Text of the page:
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Synchronization of Distributed Objects

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  1. Synchronization of Distributed Objects ICS280: Distributed System Middleware Xia Zhao

  2. Overview • Review of Object-Orientation & Actor • Design goals and principles • Single object: synchronization constraints • Multiple objects: synchronizer • Conclusion • Related work: Composition-Filters Model Synchronization of Distributed Objects

  3. Object Orientation Review • Object and Class • Interface and Encapsulation • Method and Message • Inheritance • Semantic inheritance: When A inherits B, A can be treated as B Synchronization of Distributed Objects

  4. Actor: underlying framework • Hewitt 1977, Agha 1986 • Asynchronous objects execute concurrently • Message passing: only inter-object communication • asynchronous: non-block • reliable: guaranteed to reach destination • arriving order may not be sending order • dispatch: message causes method execution • actor: one thread of control, no intra actor concurrency, one message queue Synchronization of Distributed Objects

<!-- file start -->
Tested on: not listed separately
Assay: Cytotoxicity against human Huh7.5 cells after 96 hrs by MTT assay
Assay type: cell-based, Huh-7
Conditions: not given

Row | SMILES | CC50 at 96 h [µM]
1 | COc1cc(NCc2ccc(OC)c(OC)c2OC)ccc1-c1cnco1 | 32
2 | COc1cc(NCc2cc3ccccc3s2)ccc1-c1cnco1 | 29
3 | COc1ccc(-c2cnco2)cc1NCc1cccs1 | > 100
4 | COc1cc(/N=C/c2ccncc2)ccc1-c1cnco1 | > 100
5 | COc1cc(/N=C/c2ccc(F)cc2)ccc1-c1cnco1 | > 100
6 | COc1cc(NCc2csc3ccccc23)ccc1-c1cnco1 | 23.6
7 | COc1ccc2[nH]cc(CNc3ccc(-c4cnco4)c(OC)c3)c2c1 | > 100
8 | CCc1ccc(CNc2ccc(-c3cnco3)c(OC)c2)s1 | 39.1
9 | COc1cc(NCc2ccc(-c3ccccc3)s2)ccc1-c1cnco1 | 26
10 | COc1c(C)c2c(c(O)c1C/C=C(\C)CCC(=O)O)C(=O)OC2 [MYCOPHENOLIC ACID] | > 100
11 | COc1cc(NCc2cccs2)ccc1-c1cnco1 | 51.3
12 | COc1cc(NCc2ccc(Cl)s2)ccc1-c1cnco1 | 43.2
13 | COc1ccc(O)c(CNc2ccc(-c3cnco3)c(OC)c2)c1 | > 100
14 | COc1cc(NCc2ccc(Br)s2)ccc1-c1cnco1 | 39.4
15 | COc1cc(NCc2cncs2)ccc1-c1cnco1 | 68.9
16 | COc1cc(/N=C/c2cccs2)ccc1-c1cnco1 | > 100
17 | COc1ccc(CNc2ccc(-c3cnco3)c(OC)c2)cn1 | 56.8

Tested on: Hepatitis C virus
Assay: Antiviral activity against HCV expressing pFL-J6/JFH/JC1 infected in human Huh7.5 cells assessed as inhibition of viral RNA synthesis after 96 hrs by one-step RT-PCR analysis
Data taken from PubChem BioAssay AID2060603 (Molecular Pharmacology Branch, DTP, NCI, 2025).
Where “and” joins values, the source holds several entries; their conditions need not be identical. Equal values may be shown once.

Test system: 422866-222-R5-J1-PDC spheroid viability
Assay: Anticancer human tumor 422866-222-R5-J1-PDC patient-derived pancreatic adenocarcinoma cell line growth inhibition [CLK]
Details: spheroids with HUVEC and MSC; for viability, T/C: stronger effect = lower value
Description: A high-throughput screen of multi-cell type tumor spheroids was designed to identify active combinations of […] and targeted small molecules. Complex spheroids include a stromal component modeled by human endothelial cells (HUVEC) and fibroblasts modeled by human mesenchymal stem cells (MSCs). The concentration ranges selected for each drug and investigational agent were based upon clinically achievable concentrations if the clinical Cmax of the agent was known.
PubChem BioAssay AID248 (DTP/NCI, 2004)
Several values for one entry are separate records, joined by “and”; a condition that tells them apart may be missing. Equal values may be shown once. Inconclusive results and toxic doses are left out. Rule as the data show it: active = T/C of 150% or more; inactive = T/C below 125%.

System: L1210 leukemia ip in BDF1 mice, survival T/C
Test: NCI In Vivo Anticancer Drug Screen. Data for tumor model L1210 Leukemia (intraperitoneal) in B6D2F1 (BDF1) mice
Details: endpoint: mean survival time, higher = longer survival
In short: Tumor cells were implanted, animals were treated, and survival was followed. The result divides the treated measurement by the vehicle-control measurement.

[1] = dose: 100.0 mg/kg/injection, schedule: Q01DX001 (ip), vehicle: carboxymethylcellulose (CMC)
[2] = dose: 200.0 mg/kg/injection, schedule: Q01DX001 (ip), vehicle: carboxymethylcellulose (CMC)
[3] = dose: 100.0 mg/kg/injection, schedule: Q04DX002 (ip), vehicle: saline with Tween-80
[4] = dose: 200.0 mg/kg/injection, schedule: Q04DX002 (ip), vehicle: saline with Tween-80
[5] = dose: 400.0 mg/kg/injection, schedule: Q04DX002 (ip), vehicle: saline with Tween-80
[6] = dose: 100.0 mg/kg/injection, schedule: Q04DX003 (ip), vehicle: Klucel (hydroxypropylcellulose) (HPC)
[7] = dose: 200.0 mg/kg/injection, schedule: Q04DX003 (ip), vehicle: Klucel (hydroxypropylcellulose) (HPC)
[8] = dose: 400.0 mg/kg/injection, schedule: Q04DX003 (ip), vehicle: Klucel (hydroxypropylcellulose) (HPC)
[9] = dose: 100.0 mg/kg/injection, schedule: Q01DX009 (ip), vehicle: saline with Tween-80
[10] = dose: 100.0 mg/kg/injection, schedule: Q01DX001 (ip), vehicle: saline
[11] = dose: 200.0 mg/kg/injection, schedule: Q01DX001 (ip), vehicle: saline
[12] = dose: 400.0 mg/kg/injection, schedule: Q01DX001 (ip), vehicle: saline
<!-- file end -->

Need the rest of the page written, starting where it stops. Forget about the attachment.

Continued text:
5. Synchronization • Definition: Ordered Message Dispatch • Synchronization: correct order • Two types of synchronization: • Shared Buffer: put/get, single object • Synchronization Constraints • Multimedia: audio/video, objects group • Synchronizer Synchronization of Distributed Objects

  6. Design Goals and Principles • A general construct, not a specific OOPL • Maintain encapsulation, enhance reuse: both objects and constraints • Separation of concerns • Single object: how vs. when • Object groups: entity vs. context • Language Support at both levels, in uniform way • Otherwise programmer need to invent the other Synchronization of Distributed Objects

  7. Single object: Synchronization Constraints • Separation of concerns: • methods specification: how • synchronization constraints: when • ease of reasoning • ease of modification: independent • ease of implementation: add constraints • integration with inheritance Synchronization of Distributed Objects